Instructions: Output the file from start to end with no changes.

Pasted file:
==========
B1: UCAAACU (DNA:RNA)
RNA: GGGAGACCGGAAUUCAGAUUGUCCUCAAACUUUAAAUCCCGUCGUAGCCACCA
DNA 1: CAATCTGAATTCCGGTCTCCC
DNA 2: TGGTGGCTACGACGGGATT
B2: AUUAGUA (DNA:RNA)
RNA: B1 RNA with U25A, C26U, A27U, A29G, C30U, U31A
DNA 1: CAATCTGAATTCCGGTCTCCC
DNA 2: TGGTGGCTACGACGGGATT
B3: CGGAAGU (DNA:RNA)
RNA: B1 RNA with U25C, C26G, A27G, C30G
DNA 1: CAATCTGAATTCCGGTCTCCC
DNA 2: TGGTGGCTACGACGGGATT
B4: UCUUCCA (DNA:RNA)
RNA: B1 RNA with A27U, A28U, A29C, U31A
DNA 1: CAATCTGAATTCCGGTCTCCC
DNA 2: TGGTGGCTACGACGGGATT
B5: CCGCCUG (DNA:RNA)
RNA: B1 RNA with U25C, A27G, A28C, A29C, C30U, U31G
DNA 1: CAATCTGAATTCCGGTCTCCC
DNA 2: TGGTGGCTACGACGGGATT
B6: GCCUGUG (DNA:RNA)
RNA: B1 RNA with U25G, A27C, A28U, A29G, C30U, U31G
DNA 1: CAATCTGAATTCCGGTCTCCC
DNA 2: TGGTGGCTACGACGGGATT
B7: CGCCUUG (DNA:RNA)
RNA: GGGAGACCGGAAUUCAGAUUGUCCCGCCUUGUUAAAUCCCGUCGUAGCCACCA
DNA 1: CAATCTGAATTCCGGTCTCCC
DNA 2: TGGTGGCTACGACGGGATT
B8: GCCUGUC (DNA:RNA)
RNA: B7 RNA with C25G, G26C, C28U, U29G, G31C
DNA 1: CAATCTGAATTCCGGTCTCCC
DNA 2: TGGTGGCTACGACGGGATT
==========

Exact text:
B1: UCAAACU (DNA:RNA)
RNA: GGGAGACCGGAAUUCAGAUUGUCCUCAAACUUUAAAUCCCGUCGUAGCCACCA
DNA 1: CAATCTGAATTCCGGTCTCCC
DNA 2: TGGTGGCTACGACGGGATT
B2: AUUAGUA (DNA:RNA)
RNA: B1 RNA with U25A, C26U, A27U, A29G, C30U, U31A
DNA 1: CAATCTGAATTCCGGTCTCCC
DNA 2: TGGTGGCTACGACGGGATT
B3: CGGAAGU (DNA:RNA)
RNA: B1 RNA with U25C, C26G, A27G, C30G
DNA 1: CAATCTGAATTCCGGTCTCCC
DNA 2: TGGTGGCTACGACGGGATT
B4: UCUUCCA (DNA:RNA)
RNA: B1 RNA with A27U, A28U, A29C, U31A
DNA 1: CAATCTGAATTCCGGTCTCCC
DNA 2: TGGTGGCTACGACGGGATT
B5: CCGCCUG (DNA:RNA)
RNA: B1 RNA with U25C, A27G, A28C, A29C, C30U, U31G
DNA 1: CAATCTGAATTCCGGTCTCCC
DNA 2: TGGTGGCTACGACGGGATT
B6: GCCUGUG (DNA:RNA)
RNA: B1 RNA with U25G, A27C, A28U, A29G, C30U, U31G
DNA 1: CAATCTGAATTCCGGTCTCCC
DNA 2: TGGTGGCTACGACGGGATT
B7: CGCCUUG (DNA:RNA)
RNA: GGGAGACCGGAAUUCAGAUUGUCCCGCCUUGUUAAAUCCCGUCGUAGCCACCA
DNA 1: CAATCTGAATTCCGGTCTCCC
DNA 2: TGGTGGCTACGACGGGATT
B8: GCCUGUC (DNA:RNA)
RNA: B7 RNA with C25G, G26C, C28U, U29G, G31C
DNA 1: CAATCTGAATTCCGGTCTCCC
DNA 2: TGGTGGCTACGACGGGATT